The Texas state legislature is considering an awesomely unconstitutional bill which would empower state law enforcement to arrest TSA security screeners and jail them for up to a full year. While the bill has no chance of surviving constitutional scrutiny, the Department of Justice warned Texas’ lawmakers today that it could force the TSA to shut down flights into Texas airports:
This office, as well as the Southern, Northern, and Eastern District of Texas United States Attorneys, would like to advise you of the significant legal and practical problems that will be created if the bill becomes law. As you are no doubt aware, the bill makes it a crime for a federal transportation official (“TSO”) to perform the security screening that he or she is authorized and required by federal law to perform. . . . The practical import of the bill is that it would threaten criminal prosecution of Transportation Security Administration personnel who carry out the security procedures required under federal statutes and TSA regulations passed to implement those statutes. Those officials cannot be put to the choice of risking criminal prosecution or carrying out their federal duties. Under the Supremacy Clause of the United States Constitution, Texas has no authority to regulate federal agents and employees in the performance of their federal duties or to pass a statute that conflicts with federal law.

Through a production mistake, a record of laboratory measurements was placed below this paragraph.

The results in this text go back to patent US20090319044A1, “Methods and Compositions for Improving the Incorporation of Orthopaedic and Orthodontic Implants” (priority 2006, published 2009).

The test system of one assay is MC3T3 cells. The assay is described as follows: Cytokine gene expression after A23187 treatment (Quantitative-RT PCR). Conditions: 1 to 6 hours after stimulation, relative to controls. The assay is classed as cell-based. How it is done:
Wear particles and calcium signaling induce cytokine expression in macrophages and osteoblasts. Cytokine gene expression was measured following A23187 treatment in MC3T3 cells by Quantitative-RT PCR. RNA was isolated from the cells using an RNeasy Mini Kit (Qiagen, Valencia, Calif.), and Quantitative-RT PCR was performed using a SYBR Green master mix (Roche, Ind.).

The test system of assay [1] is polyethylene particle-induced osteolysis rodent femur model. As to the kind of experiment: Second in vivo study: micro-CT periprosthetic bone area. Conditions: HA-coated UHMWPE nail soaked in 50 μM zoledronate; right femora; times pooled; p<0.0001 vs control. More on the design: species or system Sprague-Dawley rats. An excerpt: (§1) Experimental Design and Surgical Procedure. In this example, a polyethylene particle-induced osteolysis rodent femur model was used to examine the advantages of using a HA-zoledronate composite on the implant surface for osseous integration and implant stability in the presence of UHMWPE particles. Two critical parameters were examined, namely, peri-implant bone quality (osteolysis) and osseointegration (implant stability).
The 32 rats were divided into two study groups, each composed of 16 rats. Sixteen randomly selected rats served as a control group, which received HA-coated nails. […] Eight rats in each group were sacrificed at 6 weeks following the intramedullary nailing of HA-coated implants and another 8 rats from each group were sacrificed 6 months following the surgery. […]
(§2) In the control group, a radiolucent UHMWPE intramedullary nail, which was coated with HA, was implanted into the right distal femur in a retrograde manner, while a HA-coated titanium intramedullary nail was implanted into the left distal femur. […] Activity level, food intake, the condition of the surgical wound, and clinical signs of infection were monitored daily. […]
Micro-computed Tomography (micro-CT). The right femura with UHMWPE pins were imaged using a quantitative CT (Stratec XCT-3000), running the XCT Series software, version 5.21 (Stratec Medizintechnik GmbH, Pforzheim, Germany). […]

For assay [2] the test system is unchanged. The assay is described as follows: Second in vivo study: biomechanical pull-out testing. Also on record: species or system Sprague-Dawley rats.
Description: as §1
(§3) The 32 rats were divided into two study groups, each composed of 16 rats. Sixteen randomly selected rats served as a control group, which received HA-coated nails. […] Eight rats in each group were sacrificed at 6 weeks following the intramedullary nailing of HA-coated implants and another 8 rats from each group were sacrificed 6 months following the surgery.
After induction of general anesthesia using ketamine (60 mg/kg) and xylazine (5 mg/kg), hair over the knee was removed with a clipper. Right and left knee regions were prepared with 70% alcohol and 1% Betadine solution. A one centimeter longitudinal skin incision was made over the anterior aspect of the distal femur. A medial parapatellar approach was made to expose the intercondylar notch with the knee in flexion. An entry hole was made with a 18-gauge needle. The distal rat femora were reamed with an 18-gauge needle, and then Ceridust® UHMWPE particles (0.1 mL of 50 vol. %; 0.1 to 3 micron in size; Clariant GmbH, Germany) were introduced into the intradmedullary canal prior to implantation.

If HR [sic] 1937 were enacted, the federal government would likely seek an emergency stay of the statute. Unless or until such a stay were granted, TSA would likely be required to cancel any flight or series of flights for which it could not ensure the safety of passengers and crew.
There is no question that the U.S. Attorneys are correct here. Indeed, the Supreme Court established as early as 1819 that state laws never have the power to “destroy” something that federal law has created — such as TSA baggage screenings.
Moreover, Texas’ anti-TSA bill is part of a pattern of right-wing state bills that may inadvertently undermine the state’s ability to function. Just as the TSA may need to shut down Texas flights to prevent federal baggage screeners from being harassed by unconstitutional arrests, the Idaho legislature recently passed an unconstitutional bill that would have opted the state out of Medicaid — costing the state approximately two-fifths of its budget. Idaho Gov. Butch Otter (R) vetoed the bill, but he issued an executive order which also may cause the state to lose all of its federal Medicaid funds.
As it turns out, there are very serious consequences when conservative lawmakers thumb their nose at the Constitution. The Texas legislature would do well to learn that lesson.